May 2011 Newsletter
There are no secrets to success. It is the result of preparation, hard work and learning from failure. –Colin L. Powell
Any process that tries to reduce software development to a "no brainer" will eventually produce just that: a product developed by people without brains. –Dave Thomas and Andy Hunt, Cook Until Done
A man always has two reasons for doing anything: a good reason and the real reason. –J. P. Morgan
Neither proofs nor tests can, in practice, provide complete assurance that programs will not fail. –John B. Goodenough and Susan L. Gerhart, Toward a Theory of Test Data Selection
The superior man understands what is right; the inferior man understands what will sell. –Confucius
To forgive is to set a prisoner free and discover that the prisoner was you. –Lewis B. Smedes
Deloitte consulting has released a new report on 10 disruptive technology trends that they expect to have significant impact on the enterprise over the next 18 months. Five of the trends are "re-emergent" type and all of them focus on natural convergence between business and IT.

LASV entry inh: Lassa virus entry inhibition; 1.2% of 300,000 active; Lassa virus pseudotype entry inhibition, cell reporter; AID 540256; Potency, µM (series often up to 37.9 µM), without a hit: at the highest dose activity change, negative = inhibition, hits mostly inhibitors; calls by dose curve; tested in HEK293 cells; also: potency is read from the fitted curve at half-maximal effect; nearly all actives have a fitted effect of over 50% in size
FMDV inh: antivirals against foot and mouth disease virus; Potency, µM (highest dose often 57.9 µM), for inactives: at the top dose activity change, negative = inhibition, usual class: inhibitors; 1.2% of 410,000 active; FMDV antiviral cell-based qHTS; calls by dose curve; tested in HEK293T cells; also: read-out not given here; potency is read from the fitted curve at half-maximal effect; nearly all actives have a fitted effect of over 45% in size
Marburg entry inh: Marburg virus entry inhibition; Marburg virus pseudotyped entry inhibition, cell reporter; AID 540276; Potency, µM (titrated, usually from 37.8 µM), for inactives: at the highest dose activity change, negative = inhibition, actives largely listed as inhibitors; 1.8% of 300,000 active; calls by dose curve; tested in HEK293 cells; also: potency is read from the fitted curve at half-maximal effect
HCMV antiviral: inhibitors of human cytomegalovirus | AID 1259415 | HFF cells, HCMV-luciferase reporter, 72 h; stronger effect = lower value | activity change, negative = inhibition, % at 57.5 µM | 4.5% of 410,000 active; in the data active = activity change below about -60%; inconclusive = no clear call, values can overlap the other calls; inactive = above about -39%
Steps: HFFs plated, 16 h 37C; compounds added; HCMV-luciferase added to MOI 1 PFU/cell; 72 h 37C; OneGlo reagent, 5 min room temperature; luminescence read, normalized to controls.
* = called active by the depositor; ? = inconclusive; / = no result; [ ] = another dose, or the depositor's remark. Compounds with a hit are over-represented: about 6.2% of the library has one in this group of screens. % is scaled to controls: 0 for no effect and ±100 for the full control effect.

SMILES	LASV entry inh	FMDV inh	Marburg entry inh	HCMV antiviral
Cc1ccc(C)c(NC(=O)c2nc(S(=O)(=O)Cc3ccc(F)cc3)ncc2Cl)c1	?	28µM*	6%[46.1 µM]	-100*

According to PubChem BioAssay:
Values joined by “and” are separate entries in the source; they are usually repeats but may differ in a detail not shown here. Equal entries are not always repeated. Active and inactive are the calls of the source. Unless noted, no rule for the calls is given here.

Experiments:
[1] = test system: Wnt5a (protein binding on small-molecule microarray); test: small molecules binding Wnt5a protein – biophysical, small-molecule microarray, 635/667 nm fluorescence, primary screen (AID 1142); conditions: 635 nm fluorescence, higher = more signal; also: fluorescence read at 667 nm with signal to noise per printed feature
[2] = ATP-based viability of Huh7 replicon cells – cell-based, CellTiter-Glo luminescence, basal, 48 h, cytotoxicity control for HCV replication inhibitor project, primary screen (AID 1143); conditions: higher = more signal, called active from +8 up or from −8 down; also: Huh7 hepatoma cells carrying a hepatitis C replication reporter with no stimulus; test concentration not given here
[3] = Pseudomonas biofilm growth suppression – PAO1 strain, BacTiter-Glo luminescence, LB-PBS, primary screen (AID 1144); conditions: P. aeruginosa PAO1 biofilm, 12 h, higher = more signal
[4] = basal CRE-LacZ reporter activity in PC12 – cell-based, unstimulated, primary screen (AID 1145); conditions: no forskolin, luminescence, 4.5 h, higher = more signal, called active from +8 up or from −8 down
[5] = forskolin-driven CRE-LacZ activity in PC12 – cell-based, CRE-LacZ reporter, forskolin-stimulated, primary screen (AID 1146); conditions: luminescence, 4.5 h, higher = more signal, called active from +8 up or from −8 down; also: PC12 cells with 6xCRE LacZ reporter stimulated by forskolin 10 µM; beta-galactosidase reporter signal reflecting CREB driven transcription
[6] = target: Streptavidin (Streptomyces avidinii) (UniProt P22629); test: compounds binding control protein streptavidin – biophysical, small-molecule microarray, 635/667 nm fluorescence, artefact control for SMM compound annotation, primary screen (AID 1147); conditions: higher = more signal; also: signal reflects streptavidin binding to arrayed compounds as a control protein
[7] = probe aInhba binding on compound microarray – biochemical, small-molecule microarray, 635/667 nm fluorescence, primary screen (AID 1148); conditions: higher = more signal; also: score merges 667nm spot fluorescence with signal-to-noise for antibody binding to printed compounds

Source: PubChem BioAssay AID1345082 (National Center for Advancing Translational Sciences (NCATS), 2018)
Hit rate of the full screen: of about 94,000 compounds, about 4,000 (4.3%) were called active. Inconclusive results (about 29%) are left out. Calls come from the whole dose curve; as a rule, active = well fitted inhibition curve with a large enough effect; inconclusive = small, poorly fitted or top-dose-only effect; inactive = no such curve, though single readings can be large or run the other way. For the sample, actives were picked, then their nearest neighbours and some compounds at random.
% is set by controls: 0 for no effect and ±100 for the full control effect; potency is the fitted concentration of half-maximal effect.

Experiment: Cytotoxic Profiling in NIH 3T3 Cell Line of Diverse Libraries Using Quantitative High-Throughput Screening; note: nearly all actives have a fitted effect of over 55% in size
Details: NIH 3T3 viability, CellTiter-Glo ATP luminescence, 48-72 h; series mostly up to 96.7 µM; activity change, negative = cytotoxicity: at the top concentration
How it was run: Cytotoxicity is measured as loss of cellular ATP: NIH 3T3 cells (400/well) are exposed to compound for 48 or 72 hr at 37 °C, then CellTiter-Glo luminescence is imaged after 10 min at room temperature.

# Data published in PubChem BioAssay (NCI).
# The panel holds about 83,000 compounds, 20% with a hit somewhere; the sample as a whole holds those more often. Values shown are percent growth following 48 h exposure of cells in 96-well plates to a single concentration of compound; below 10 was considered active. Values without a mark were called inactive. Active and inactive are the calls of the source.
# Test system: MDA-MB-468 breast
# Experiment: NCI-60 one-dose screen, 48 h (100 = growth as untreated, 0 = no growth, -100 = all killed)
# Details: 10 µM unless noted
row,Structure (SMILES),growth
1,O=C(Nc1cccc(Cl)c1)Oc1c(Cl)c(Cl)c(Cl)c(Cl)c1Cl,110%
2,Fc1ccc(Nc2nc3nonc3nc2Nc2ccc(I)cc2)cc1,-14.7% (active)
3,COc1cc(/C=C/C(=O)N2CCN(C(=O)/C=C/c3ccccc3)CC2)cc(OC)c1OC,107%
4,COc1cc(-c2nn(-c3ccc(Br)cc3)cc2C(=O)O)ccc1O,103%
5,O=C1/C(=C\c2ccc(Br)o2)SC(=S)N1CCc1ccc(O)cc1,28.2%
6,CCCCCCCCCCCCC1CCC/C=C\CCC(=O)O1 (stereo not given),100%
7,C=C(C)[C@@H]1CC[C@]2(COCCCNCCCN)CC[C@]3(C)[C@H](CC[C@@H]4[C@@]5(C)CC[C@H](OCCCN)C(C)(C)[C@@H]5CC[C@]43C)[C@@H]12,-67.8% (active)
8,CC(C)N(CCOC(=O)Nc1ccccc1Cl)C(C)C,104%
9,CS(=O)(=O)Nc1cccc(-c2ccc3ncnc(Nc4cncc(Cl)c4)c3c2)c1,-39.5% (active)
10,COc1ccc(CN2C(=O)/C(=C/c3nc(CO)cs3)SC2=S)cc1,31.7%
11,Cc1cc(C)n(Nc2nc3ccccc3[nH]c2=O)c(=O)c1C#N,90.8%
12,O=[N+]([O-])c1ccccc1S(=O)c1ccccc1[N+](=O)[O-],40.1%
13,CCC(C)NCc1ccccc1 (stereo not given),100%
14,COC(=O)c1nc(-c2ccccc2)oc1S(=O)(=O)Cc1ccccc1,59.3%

This is an interesting essay about the inevitable changing role of IT as technology becomes commoditized. The author suggests that IT needs to adapt in how to better support business users.
In this article, the author posits that agile approaches have caught on in almost all areas of business, except management, and that this is a weakness that needs to be addressed. He says that high-level organization missions and visions need to be adaptable to changing market demands and influences.
Although code reuse doesn't get as much discussion as it has in the past, IT management often still looks for how to get more mileage out of code. This author gives some good warnings and advice about one particular trap in this domain: the use of frameworks. He doesn't say that you shouldn't use frameworks, but simply that they don't provide any benefit in terms of code reuse and generally developing your own in-house framework doesn't pay off.
This is a very interesting article that points out while agile methodologies have some great benefits, no methodology will provide success and value unless management is committed to it and to forging the necessary organizational change to succeed—with or without agile.